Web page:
HomeOpinionDooley Noted:  The cloud that surrounds me

Dooley Noted:  The cloud that surrounds me

No one lives in a vacuum. Despite our occasional efforts to deny it, the people around us influence nearly every part of our lives for good or bad. Either you benefit from the nurture, example, and encouragement of those who speak into your life, or you suffer, stumble, and lament due to the absence of these things. A difficult past may not destroy you, but it will shape you. Likewise, the benefit of loving support will not guarantee a successful life, but it will certainly position you for it.

Hebrews 12:1-2 illustrates the value of benefitting from the experience of others: “Therefore, since we have so great a cloud of witnesses surrounding us, let us also lay aside every encumbrance and the sin which so easily entangles us, and let us run with endurance the race that is set before us,fixing our eyes on Jesus, the author and perfecter of faith, who for the joy set before Him endured the cross, despising the shame, and has sat down at the right hand of the throne of God.

These verses do not mean, as is often argued, that a group of saints cheer us on from the grandstands of heaven as they look down upon us. Instead, these words point to the testimonies of faithful believers that become examples to us about the right way to live. The application is not that these Christians are watching us, but that we will be inspired having watched them. The characters listed in Hebrews 11 become a model of perseverance as we run our race of faith.

We should not conclude, however, that only Bible heroes influence us toward greater faithfulness.  Certainly, the context of Hebrews 12:1 refers specifically to the hall of faith listed in the previous chapter. Yet, many faithful Christ followers have finished their races since these words were written. With similar impact, their lives challenge us with the reality that finishing well is still possible. Allow me to mention two that helped me tremendously.

One of the unique realities of my childhood is that I met six of my eight great-grandparents. This wasn’t unusual to me at the time, but today I realize what a remarkable gift that was. My Papaw Taulbee fascinated me the most because he lost an arm in a hunting accident at a young age and, as a result, could do most anything with just one hand. Whenever we visited, I refused to leave his side, even if it meant enduring hours of snoring through the night.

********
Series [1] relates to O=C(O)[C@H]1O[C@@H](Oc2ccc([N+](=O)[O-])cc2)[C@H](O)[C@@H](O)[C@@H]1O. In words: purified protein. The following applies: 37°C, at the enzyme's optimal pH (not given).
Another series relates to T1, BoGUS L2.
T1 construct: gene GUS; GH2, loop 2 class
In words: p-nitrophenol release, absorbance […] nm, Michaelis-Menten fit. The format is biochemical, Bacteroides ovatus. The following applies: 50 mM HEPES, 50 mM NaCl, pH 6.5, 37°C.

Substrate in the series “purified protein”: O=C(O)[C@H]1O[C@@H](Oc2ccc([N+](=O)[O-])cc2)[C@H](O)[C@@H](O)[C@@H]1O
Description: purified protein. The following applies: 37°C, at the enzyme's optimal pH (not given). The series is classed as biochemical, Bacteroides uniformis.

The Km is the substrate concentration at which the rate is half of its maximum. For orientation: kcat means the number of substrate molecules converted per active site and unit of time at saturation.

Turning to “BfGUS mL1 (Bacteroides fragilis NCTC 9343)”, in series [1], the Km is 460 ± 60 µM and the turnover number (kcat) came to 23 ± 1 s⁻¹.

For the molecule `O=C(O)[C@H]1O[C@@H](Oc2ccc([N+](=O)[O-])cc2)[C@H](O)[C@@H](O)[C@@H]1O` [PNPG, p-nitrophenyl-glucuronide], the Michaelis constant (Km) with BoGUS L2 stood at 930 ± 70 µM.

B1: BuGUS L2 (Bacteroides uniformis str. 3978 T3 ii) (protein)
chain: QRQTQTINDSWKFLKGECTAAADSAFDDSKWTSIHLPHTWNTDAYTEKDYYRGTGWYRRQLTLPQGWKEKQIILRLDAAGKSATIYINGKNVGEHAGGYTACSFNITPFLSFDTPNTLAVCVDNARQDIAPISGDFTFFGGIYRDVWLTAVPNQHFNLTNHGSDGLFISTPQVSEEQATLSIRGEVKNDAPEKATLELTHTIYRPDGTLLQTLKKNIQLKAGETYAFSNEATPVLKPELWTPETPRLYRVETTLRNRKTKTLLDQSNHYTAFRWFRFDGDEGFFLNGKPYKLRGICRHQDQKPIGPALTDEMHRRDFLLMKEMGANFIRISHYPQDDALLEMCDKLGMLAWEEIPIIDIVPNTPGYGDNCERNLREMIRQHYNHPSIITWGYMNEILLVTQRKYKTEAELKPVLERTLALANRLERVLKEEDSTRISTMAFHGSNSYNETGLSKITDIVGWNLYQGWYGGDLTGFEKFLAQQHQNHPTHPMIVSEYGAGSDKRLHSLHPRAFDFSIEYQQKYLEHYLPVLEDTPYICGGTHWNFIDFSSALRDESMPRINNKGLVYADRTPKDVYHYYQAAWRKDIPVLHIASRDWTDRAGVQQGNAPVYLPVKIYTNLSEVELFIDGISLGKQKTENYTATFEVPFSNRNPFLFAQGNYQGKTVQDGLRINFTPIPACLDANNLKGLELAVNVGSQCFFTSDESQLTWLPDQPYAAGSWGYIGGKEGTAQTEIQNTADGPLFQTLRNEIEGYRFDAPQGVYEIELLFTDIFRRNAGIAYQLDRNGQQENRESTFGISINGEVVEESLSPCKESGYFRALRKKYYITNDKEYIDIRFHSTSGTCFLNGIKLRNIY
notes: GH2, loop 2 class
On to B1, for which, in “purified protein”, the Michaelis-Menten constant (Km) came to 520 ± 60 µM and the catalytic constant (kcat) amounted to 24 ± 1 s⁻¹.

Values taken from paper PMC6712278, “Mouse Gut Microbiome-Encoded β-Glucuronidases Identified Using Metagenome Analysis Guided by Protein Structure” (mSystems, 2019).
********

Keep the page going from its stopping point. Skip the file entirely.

The first lesson my papaw taught me was the importance and permanence of marriage. He and my mamaw remained married for 64 years until her death. I remember how much he loved her and how he cried when she died. He was never the same afterward. For him, marriage was a lifelong commitment that pictured Christ’s love for the church. I seldom read Ephesians 5:22-33 without recalling his example. 

The second lesson he taught me was that words matter. What we say and how we say it impacts the people around us more than we know. I will never forget the day he pointed his cane at me and said, “That boy is special. I can’t put my finger on it, but God is going to use him in a great way.” Those words became an abiding motivation for me. Those words helped chart the course for the person I wanted to become because I did not want to disappoint the man who spoke them. 

Another hero to me was my Granny Sue, who taught me much about the power and freedom of forgiveness. Though she was short in stature, this little woman was a fighter all her life. She overcame breast cancer 50 years ago and ran her own business out of her home. Her greatest challenge by far, however, was the pain caused by her divorce. After 23 years of marriage, my grandfather was unfaithful to her and the marriage ended. She never remarried, and though she moved on, the wound was always with her. 

In 2005, decades after the separation, cancer returned to her lungs and it became obvious she would not overcome it. Though I only saw her and my grandfather in the same room once, I called to share the news with him and to make a bold request. I invited him to come to the hospital and ask for Granny Sue’s forgiveness. Admittedly, it shocked me when he agreed to do so. Even more amazing, however, was how my grandmother responded. When I told her he was in the hallway, she sat up in her bed, began primping her hair, and then said with a smile, “If he is here to get me back, it’s too late for that!” I stepped out in the hall so they could visit, but unashamedly I eavesdropped every word. You could hear the pain in her voice as she asked, “Was I not a good wife? Why did you leave? How could you just walk away?”

My respect for my grandfather swelled as I heard him answer, “You did nothing wrong. I was the one who was wrong. Please forgive me.” Silence filled the room, only to be broken by the sweetest, most gracious words I have ever heard. My Granny Sue leaned forward, looking my grandfather in the eye, and said, “I forgive you. I’m glad you came.” Then, they talked, laughed, and healed. It was beautiful. 

That day I learned that we are never more like Jesus than when we forgive. The deeper the wound we carry the more spectacular the grace we give. We need to give forgiveness as much as we sometimes need to receive forgiveness.  

I’m thankful for these two heroes in my life. Who has helped your faith to grow?

Dr Adam B. Dooley is pastor of Englewood Baptist Church in Jackson, TN, and author of Hope When Life Unravels. Contact him at adooley@ebcjackson.org. Follow him on Twitter @AdamBDooley.

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